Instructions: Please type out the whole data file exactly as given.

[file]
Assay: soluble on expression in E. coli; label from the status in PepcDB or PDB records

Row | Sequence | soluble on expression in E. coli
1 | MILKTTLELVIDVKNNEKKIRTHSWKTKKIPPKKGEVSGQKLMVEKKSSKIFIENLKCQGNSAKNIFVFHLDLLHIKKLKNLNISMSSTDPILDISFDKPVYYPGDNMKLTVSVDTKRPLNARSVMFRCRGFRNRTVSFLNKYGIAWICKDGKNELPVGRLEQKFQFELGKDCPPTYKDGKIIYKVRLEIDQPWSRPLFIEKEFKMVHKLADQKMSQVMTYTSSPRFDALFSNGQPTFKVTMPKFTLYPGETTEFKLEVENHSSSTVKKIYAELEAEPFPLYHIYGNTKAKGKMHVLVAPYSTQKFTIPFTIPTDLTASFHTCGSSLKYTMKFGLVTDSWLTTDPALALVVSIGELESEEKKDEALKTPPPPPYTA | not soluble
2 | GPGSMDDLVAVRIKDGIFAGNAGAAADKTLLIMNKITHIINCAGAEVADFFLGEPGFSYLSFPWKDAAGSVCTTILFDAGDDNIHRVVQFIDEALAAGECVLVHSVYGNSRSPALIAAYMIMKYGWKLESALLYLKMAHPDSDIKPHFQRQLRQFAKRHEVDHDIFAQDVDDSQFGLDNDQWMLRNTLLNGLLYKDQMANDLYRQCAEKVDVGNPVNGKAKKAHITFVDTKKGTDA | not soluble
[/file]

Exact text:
Assay: soluble on expression in E. coli; label from the status in PepcDB or PDB records

Row | Sequence | soluble on expression in E. coli
1 | MILKTTLELVIDVKNNEKKIRTHSWKTKKIPPKKGEVSGQKLMVEKKSSKIFIENLKCQGNSAKNIFVFHLDLLHIKKLKNLNISMSSTDPILDISFDKPVYYPGDNMKLTVSVDTKRPLNARSVMFRCRGFRNRTVSFLNKYGIAWICKDGKNELPVGRLEQKFQFELGKDCPPTYKDGKIIYKVRLEIDQPWSRPLFIEKEFKMVHKLADQKMSQVMTYTSSPRFDALFSNGQPTFKVTMPKFTLYPGETTEFKLEVENHSSSTVKKIYAELEAEPFPLYHIYGNTKAKGKMHVLVAPYSTQKFTIPFTIPTDLTASFHTCGSSLKYTMKFGLVTDSWLTTDPALALVVSIGELESEEKKDEALKTPPPPPYTA | not soluble
2 | GPGSMDDLVAVRIKDGIFAGNAGAAADKTLLIMNKITHIINCAGAEVADFFLGEPGFSYLSFPWKDAAGSVCTTILFDAGDDNIHRVVQFIDEALAAGECVLVHSVYGNSRSPALIAAYMIMKYGWKLESALLYLKMAHPDSDIKPHFQRQLRQFAKRHEVDHDIFAQDVDDSQFGLDNDQWMLRNTLLNGLLYKDQMANDLYRQCAEKVDVGNPVNGKAKKAHITFVDTKKGTDA | not soluble